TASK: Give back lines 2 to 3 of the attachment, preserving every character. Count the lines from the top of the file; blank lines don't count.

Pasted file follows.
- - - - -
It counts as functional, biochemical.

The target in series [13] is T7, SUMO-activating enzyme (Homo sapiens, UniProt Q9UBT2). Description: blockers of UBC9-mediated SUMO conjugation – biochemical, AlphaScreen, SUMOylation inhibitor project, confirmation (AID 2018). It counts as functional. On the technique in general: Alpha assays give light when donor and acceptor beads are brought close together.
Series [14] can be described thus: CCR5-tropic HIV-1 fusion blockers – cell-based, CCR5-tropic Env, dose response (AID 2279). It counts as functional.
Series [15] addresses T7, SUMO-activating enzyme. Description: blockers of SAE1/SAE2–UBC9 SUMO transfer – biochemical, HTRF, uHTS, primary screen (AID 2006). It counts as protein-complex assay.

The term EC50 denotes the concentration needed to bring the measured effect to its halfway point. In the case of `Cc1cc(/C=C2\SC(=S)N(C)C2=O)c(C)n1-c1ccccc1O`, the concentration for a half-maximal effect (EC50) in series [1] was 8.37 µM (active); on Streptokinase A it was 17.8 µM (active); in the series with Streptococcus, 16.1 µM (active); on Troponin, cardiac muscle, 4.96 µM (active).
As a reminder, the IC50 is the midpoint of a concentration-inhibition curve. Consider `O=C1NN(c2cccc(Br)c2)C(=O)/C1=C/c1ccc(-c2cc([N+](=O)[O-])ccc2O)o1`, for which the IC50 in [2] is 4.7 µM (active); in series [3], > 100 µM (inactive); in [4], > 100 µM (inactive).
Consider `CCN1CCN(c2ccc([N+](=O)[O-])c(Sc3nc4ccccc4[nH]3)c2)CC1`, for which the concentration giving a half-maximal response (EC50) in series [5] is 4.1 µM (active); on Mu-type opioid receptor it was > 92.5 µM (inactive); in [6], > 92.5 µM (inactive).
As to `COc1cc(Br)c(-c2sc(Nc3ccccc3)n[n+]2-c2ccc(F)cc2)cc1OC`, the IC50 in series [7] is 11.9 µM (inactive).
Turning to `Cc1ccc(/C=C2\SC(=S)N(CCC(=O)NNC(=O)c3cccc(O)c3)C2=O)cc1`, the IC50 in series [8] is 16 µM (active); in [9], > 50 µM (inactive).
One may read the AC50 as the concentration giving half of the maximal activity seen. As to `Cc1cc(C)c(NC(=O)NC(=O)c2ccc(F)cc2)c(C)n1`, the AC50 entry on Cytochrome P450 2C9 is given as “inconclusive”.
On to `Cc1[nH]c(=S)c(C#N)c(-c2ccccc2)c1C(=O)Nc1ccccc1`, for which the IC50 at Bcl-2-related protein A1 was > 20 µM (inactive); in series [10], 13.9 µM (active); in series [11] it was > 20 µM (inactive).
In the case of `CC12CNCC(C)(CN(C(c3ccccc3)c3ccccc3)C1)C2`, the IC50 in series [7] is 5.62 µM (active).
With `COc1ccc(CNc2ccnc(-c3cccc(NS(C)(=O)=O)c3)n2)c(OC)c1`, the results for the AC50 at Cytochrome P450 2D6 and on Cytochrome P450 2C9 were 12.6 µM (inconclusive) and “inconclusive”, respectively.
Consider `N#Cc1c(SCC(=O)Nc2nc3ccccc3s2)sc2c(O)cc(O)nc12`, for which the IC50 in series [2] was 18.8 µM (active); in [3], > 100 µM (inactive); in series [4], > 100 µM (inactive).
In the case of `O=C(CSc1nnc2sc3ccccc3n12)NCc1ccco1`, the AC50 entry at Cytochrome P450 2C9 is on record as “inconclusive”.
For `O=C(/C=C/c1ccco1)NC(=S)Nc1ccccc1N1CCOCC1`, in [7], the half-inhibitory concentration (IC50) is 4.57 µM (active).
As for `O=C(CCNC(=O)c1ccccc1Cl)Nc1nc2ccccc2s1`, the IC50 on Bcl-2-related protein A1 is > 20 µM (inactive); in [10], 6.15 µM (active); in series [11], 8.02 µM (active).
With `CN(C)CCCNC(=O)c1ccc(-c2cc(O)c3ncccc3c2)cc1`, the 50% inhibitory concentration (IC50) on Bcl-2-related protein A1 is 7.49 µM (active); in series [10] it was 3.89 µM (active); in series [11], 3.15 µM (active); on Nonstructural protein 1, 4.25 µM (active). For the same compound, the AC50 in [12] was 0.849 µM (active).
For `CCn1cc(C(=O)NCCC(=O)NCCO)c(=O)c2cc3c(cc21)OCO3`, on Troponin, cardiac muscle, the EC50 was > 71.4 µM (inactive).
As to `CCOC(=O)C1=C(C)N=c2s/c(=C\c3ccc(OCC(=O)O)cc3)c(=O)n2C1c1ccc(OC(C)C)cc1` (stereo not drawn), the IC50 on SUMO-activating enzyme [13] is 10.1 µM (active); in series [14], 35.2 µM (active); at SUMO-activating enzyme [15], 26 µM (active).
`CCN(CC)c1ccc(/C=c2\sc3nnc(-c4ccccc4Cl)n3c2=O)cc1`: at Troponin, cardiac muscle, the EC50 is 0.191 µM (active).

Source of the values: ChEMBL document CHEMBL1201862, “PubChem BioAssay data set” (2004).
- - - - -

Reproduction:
The target in series [13] is T7, SUMO-activating enzyme (Homo sapiens, UniProt Q9UBT2). Description: blockers of UBC9-mediated SUMO conjugation – biochemical, AlphaScreen, SUMOylation inhibitor project, confirmation (AID 2018). It counts as functional. On the technique in general: Alpha assays give light when donor and acceptor beads are brought close together.
Series [14] can be described thus: CCR5-tropic HIV-1 fusion blockers – cell-based, CCR5-tropic Env, dose response (AID 2279). It counts as functional.